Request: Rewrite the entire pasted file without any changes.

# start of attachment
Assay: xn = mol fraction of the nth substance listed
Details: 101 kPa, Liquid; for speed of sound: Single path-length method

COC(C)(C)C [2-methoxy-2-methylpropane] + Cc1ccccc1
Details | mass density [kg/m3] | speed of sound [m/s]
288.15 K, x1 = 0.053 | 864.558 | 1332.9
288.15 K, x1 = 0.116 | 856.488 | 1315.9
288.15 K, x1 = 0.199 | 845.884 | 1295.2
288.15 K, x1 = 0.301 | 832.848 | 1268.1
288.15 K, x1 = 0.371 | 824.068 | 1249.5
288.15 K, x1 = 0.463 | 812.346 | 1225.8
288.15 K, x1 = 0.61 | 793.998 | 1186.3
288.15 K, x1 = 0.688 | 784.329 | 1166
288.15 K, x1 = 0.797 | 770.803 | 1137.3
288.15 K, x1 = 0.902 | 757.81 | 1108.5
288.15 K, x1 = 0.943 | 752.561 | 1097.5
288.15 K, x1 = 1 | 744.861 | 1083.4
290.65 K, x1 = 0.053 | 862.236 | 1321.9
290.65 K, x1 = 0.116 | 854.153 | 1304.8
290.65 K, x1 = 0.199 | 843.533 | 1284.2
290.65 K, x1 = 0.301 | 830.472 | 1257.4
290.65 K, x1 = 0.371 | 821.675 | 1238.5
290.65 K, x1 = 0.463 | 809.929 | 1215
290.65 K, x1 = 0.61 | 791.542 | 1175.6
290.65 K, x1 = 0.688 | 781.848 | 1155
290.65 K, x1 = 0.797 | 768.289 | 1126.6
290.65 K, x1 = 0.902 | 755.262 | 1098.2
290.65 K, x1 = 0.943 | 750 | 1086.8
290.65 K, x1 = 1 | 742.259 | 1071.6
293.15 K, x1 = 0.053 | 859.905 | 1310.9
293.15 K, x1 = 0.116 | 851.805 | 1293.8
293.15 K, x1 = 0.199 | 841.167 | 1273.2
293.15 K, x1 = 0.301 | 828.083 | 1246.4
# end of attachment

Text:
Assay: xn = mol fraction of the nth substance listed
Details: 101 kPa, Liquid; for speed of sound: Single path-length method

COC(C)(C)C [2-methoxy-2-methylpropane] + Cc1ccccc1
Details | mass density [kg/m3] | speed of sound [m/s]
288.15 K, x1 = 0.053 | 864.558 | 1332.9
288.15 K, x1 = 0.116 | 856.488 | 1315.9
288.15 K, x1 = 0.199 | 845.884 | 1295.2
288.15 K, x1 = 0.301 | 832.848 | 1268.1
288.15 K, x1 = 0.371 | 824.068 | 1249.5
288.15 K, x1 = 0.463 | 812.346 | 1225.8
288.15 K, x1 = 0.61 | 793.998 | 1186.3
288.15 K, x1 = 0.688 | 784.329 | 1166
288.15 K, x1 = 0.797 | 770.803 | 1137.3
288.15 K, x1 = 0.902 | 757.81 | 1108.5
288.15 K, x1 = 0.943 | 752.561 | 1097.5
288.15 K, x1 = 1 | 744.861 | 1083.4
290.65 K, x1 = 0.053 | 862.236 | 1321.9
290.65 K, x1 = 0.116 | 854.153 | 1304.8
290.65 K, x1 = 0.199 | 843.533 | 1284.2
290.65 K, x1 = 0.301 | 830.472 | 1257.4
290.65 K, x1 = 0.371 | 821.675 | 1238.5
290.65 K, x1 = 0.463 | 809.929 | 1215
290.65 K, x1 = 0.61 | 791.542 | 1175.6
290.65 K, x1 = 0.688 | 781.848 | 1155
290.65 K, x1 = 0.797 | 768.289 | 1126.6
290.65 K, x1 = 0.902 | 755.262 | 1098.2
290.65 K, x1 = 0.943 | 750 | 1086.8
290.65 K, x1 = 1 | 742.259 | 1071.6
293.15 K, x1 = 0.053 | 859.905 | 1310.9
293.15 K, x1 = 0.116 | 851.805 | 1293.8
293.15 K, x1 = 0.199 | 841.167 | 1273.2
293.15 K, x1 = 0.301 | 828.083 | 1246.4